Wine importers are important.  Good ones can sniff out the good stuff and bring it to us from all over the world.  Mack and Schühle are Miami-based importers who find great wine and pass it along at a price that is more than fair.  Founded in 1939, the company expanded to the Miami office a number of years ago.  They produce wine in Italy and Spain and distribute other wines globally.

Here are a few pink wines found by Mack and Schühle which would fit nicely on anyone's porch or patio.

Mosketto Frizzante Rosato NV

This fun, pink wine comes from the Vino d'Italia appellation, from grapes grown in Piedmont.  It's a blend of 80% Moscato and 20% Brachetto grapes which the distributor says is produced in a "modified Martinotti method."  Fermentation is stopped to keep the alcohol low and the fruit fresh.  Alcohol content is only 5.5% abv - a real summer sipper - and the wine retails for $12.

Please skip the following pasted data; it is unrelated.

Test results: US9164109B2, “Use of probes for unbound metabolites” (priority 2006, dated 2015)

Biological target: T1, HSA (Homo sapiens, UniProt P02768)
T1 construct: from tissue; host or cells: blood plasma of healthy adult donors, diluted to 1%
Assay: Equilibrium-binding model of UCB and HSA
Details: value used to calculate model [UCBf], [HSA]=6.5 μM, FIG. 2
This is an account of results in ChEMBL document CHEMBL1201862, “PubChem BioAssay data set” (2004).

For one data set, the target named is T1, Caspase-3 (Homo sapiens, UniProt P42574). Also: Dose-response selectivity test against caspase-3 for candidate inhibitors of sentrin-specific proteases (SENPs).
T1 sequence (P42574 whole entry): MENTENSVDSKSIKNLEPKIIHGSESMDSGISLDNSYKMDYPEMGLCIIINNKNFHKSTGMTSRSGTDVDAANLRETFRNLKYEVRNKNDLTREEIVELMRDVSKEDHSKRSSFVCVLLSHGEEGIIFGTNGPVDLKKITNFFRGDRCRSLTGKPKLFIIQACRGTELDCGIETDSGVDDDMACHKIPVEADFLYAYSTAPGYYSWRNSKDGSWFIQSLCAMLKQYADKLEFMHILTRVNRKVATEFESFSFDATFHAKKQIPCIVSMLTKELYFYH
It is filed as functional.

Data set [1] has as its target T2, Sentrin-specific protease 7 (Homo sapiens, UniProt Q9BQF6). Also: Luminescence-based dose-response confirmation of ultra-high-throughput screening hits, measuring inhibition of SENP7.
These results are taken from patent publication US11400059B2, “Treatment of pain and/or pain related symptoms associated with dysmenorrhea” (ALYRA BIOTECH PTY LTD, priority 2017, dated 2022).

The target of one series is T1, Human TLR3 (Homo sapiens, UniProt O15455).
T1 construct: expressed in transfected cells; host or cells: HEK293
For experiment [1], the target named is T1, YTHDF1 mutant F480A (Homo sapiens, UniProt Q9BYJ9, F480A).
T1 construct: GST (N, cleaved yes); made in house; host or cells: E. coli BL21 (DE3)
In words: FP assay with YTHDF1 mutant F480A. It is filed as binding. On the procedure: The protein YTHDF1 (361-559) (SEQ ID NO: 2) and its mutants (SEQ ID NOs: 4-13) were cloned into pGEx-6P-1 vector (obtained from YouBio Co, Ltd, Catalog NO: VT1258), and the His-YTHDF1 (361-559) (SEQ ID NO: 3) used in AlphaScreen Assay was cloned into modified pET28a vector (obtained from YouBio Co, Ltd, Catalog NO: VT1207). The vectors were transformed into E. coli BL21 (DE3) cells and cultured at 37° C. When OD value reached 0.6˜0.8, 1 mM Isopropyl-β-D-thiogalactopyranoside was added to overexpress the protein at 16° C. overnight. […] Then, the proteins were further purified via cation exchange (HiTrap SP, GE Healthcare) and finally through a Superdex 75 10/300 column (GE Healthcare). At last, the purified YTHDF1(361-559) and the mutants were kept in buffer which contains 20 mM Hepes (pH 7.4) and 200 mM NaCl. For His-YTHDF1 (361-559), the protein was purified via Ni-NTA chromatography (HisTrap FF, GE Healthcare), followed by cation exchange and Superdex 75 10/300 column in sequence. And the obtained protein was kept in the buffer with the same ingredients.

This wine is very sweet, very low in alcohol and as drinkable as it gets.  There is no brain-stumping complexity here, just sweet, simple sipping pleasure.  The Moscato/Brachetto blend is a wine of Italy, one that shows sweet floral aromas and sweet peaches on the palate.  Acidity is fairly low, but the wine pours frizzante and will be suitable for spicy or salty dishes.

Art of Earth Organic Rosé
2019 comes from Michigan negociant Woodberry Wine.  They produce wines from Germany, Spain, Argentina, Italy and this one, from France.

The appellation is Vin de France - I don't have any more specific sourcing for the vines - and the organic grapes are 70% Grenache and 30% Syrah.  The wine has alcohol at 13% abv and a sticker price of $14.

This beautiful, pale salmon-colored wine has a nose which is just as gorgeous - melon, cherry and strawberry aromas dominate, with a little herbal angle in the mix.  Herbs become more focused on the palate, which carries a nice tartness along with the racy acidity.  There is a grapefruit flavor draping the red fruit and adding to the freshness.  It's a really great, and complex, rosé.